BluRay/DVD Reviews


By • Apr 17th, 2002 •

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(MGM Home Entertainment) 1972

I’m thrilled with this one, and mystified by three things. One: the cover art, which never represented the film theatrically anywhere on the planet. Two: the sell-through price of under ten dollars for a special edition which entailed a lot of work. Three: the producer’s decision to use less than half of the footage I supplied them, unseen for three decades.

The documentary credits me as ‘archivist’. So kind. Thirty years ago I was a ‘pack rat’. But it’s funny how, as the decades slip by, what was once fanatical hording becomes archiving… Much obliged for the fancy moniker, nonetheless. What happened was, back in ’72, I went to a theater in Scarsdale to see Last House, loved it, saw it for what it was – a first film by someone, shot in 16mm and blown up to 35 – and shot off a letter to its director praising him for a job well done. Two weeks later I got a box in the mail full of outtakes, rough cuts of scenes, and various versions of the script, advising me that if I liked it, I could have it. Wes wasn’t’ even putting it on his resume. We became friends, and have remained so, though I see him only occasionally. He used to visit my class at The School of Visual Arts when he was in New York; now that I’m retired from teaching, I guess the occasions to get together will become even less frequent.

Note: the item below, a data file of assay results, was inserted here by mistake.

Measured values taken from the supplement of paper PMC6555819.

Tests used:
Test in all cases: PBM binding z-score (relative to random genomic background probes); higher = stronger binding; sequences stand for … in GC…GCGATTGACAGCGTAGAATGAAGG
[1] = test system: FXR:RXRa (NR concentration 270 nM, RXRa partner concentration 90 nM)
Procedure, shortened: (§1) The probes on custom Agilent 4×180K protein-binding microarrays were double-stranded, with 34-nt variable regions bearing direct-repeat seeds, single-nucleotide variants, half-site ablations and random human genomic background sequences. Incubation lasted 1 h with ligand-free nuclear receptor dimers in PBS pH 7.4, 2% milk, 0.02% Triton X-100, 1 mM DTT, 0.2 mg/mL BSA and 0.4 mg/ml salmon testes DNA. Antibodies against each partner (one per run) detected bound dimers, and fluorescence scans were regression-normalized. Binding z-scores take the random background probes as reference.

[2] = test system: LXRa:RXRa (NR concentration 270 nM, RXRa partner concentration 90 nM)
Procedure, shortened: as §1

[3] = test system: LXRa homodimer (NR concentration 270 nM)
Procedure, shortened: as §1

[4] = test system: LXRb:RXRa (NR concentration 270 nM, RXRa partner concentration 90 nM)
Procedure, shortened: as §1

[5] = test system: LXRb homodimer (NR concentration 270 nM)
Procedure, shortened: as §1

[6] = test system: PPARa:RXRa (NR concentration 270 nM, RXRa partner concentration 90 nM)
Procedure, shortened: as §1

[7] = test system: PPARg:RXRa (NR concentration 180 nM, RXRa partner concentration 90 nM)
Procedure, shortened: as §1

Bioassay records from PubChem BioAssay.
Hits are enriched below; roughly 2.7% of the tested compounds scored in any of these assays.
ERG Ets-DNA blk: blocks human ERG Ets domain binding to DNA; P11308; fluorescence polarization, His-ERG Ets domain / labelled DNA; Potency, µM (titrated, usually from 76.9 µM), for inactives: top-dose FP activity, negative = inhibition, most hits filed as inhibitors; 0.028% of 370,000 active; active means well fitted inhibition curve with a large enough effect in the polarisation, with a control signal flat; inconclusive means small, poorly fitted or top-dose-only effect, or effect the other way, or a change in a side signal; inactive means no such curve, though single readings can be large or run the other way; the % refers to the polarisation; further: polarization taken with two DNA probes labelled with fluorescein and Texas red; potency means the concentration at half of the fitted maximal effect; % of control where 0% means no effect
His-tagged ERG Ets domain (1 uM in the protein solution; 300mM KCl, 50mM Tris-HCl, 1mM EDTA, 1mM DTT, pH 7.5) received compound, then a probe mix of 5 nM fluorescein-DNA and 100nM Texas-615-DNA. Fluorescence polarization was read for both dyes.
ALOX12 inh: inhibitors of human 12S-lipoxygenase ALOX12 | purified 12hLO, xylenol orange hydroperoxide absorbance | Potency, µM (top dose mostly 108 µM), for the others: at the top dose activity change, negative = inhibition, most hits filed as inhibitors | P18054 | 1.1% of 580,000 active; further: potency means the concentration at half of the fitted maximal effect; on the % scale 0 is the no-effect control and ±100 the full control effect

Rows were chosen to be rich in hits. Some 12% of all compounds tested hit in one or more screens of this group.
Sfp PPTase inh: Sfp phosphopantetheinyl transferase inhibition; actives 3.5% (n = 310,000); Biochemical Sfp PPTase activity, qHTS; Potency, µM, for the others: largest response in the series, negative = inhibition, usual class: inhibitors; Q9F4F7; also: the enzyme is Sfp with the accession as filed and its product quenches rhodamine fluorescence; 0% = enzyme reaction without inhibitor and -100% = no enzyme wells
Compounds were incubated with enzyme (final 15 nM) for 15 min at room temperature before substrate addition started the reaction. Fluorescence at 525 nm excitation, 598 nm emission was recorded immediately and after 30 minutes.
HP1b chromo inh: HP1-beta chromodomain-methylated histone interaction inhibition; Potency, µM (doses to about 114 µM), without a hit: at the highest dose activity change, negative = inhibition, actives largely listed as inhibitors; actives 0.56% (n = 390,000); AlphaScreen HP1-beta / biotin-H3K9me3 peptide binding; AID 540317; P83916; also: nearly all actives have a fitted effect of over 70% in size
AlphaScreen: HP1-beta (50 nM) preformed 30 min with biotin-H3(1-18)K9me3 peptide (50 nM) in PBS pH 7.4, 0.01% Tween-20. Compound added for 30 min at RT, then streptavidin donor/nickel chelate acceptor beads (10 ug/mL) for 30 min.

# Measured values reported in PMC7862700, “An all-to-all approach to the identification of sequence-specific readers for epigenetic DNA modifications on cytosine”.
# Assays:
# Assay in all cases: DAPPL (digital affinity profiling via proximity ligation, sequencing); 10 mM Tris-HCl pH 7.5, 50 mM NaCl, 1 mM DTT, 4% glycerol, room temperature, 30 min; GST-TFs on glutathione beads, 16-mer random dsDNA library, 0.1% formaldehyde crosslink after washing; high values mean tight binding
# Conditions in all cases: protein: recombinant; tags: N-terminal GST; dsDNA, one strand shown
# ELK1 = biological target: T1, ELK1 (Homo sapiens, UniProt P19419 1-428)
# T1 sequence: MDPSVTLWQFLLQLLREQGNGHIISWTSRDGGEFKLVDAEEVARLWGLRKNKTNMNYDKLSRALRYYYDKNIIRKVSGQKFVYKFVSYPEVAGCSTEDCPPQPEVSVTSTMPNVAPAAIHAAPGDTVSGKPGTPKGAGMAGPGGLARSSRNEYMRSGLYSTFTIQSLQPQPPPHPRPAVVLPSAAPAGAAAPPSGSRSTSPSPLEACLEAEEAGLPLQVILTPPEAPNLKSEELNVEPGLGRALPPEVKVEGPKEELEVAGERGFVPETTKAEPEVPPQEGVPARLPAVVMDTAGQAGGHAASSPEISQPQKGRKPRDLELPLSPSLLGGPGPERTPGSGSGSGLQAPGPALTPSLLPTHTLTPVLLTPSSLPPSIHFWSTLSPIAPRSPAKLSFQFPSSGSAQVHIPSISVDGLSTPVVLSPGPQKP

Anyhow, I put the box up on a shelf, and when I moved uptown from 56th to 83rd Street in 1984, emptying half of my belongings into the garbage, the box made the cut. Rumors had spread about its contents. Rumors that I had in my possession the lost gore footage, and more importantly, the lost hard core sex footage, from the film. And as the years rolled by, rumor changed to myth. Truth was, I did indeed have said footage, though the sex was soft, not hard, and the first person to seduce some out of me was David Szulkin when he wrote and compiled his wonderful book, Wes Craven’s Last House on the Left, published by FAB Press. When MGM announced that it had the rights to Last House on DVD, David pursued the company relentlessly, determined to supervise the film to disc, which he did. And at that point I relinquished my sole dominion over the footage-in-the-box for the sake of posterity. I didn’t do it for free, mind you, and I recall how apprehensive MGM’s Greg Carson sounded when he negotiated the deal with me over the phone, and then sent the check prior to my sending him the goodies. Was it really the footage he’d heard about? How much of it was there?